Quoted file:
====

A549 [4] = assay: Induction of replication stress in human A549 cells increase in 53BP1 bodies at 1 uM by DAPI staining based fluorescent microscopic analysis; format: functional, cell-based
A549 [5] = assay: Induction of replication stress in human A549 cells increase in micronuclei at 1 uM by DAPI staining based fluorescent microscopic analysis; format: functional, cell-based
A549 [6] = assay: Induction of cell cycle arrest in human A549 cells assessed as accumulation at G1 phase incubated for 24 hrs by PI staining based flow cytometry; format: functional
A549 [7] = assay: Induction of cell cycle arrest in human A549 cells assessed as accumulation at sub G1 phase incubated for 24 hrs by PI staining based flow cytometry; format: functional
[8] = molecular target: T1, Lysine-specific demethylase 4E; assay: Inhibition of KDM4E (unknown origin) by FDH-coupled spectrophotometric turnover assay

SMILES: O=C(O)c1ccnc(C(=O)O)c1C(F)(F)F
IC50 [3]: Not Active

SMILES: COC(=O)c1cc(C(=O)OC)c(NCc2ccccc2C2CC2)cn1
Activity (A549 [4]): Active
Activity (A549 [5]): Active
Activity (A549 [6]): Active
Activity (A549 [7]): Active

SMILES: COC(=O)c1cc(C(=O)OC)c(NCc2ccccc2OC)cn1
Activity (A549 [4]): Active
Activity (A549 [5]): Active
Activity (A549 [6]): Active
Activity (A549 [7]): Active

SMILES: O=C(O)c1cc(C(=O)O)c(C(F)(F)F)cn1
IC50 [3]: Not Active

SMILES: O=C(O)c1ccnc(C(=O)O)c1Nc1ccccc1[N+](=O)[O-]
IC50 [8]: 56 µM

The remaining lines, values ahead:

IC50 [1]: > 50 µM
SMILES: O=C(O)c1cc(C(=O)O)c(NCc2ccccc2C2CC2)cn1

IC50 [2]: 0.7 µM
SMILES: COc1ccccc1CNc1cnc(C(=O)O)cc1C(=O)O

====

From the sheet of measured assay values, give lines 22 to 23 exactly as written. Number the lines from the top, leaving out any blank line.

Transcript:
The remaining lines, values ahead:

IC50 [1]: > 50 µM